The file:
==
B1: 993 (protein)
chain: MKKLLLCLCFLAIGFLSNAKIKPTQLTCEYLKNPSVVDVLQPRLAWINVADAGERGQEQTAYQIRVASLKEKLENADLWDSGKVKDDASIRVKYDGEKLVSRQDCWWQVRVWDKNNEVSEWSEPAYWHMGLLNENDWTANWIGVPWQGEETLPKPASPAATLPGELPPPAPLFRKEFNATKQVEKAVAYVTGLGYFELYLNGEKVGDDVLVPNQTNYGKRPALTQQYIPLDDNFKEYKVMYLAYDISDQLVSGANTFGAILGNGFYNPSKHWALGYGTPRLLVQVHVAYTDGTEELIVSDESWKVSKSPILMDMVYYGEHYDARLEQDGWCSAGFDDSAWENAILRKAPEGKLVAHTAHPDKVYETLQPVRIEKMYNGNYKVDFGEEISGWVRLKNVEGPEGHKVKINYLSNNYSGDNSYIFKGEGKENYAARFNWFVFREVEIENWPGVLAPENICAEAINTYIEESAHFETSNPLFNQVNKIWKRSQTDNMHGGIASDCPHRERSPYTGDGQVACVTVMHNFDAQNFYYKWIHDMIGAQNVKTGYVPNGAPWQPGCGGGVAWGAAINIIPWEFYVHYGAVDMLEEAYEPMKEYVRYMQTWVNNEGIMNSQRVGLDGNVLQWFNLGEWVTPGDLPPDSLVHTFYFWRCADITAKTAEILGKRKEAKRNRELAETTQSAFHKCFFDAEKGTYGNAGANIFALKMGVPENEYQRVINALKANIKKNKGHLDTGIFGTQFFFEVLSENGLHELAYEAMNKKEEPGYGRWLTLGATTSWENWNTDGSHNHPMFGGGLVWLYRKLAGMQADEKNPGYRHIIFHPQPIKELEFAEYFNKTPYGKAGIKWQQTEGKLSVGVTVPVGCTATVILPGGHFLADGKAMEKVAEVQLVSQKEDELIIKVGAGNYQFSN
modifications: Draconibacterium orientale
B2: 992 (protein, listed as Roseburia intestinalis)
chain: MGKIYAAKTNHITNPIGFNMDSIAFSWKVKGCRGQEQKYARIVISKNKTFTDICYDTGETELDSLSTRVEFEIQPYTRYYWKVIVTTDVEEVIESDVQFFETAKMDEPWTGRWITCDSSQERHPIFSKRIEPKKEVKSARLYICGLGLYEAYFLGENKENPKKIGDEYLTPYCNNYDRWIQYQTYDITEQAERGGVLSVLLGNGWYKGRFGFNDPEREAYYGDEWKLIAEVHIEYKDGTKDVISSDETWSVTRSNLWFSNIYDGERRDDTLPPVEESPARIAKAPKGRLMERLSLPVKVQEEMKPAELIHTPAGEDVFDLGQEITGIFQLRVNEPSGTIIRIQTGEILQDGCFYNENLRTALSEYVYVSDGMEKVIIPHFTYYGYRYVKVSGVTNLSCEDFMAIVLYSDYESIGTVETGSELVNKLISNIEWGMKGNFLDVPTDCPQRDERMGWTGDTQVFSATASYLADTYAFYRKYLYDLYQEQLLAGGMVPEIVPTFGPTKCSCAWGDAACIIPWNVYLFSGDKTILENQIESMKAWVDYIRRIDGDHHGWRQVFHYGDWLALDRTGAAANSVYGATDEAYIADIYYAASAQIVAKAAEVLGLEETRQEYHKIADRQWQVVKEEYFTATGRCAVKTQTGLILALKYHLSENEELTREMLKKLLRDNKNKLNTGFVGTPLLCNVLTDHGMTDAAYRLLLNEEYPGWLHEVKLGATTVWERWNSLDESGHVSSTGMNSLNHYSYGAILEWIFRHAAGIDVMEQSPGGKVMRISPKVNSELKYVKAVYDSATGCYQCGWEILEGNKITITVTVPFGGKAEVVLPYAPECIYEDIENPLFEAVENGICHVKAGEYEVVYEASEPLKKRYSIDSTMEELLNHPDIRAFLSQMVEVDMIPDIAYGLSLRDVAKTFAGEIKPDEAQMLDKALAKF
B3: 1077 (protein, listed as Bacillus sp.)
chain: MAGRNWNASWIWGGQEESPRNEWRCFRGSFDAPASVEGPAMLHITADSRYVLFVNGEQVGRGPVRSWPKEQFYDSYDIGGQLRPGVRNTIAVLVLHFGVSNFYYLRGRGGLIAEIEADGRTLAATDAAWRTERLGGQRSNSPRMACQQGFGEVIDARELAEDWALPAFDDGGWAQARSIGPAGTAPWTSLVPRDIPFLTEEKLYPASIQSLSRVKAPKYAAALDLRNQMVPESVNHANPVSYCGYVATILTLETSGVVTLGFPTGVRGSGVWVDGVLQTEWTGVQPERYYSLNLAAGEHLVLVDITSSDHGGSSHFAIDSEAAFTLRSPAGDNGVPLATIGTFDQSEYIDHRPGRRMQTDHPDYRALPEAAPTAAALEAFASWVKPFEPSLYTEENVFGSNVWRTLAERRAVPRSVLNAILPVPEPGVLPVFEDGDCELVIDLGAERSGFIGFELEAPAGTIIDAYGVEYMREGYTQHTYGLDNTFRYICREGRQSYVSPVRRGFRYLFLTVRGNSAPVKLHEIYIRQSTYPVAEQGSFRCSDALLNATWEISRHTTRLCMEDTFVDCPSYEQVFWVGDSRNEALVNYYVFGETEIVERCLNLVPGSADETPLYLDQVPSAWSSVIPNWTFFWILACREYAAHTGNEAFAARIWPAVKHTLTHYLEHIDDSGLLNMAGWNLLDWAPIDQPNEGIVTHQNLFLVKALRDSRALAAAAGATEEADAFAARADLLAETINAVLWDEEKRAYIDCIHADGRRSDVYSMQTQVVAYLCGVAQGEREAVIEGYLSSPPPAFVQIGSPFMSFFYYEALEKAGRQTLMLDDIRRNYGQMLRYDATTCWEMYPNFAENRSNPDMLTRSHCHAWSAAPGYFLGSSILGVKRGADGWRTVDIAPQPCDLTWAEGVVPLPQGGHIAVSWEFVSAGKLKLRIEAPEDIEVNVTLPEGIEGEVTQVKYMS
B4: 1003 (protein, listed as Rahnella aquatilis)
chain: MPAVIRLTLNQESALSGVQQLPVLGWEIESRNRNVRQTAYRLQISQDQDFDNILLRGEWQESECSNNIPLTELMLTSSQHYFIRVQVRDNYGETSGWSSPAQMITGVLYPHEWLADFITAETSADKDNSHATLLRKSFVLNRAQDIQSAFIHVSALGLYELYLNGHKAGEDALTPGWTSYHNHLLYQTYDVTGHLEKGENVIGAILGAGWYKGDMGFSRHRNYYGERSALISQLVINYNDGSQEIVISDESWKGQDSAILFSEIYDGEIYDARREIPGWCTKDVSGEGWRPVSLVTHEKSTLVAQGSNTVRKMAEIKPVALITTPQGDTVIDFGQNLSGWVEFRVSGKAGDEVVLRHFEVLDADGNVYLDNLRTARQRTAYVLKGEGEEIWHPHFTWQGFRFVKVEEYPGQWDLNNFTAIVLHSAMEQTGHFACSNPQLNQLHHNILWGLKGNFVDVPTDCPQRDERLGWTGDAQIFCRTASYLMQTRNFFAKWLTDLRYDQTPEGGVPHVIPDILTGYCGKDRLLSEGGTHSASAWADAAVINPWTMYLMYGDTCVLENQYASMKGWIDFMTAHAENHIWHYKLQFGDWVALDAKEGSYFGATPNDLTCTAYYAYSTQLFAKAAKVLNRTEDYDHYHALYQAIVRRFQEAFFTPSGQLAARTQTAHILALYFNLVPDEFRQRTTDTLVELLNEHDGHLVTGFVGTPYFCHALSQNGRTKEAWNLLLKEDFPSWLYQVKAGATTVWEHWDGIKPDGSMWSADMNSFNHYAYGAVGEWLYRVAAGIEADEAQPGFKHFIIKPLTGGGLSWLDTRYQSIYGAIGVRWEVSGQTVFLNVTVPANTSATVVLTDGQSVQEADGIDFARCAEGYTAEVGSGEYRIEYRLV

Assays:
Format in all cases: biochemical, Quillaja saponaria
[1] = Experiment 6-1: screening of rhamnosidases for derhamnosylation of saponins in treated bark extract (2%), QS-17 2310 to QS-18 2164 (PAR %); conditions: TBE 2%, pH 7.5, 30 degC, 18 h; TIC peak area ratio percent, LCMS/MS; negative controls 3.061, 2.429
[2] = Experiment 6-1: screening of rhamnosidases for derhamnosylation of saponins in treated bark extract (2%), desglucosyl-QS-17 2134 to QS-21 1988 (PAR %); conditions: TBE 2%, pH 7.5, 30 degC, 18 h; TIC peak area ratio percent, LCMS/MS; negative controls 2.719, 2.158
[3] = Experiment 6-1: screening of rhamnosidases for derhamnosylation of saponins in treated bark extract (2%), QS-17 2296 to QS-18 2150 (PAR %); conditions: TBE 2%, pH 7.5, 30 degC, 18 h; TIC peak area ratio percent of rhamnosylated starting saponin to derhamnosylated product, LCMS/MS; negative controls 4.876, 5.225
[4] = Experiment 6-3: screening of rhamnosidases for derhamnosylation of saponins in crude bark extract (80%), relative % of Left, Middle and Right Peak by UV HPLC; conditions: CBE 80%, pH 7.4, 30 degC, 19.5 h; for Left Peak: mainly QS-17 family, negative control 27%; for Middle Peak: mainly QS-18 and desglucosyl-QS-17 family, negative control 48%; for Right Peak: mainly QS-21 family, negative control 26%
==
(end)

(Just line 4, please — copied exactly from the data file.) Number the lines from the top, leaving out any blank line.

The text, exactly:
B2: 992 (protein, listed as Roseburia intestinalis)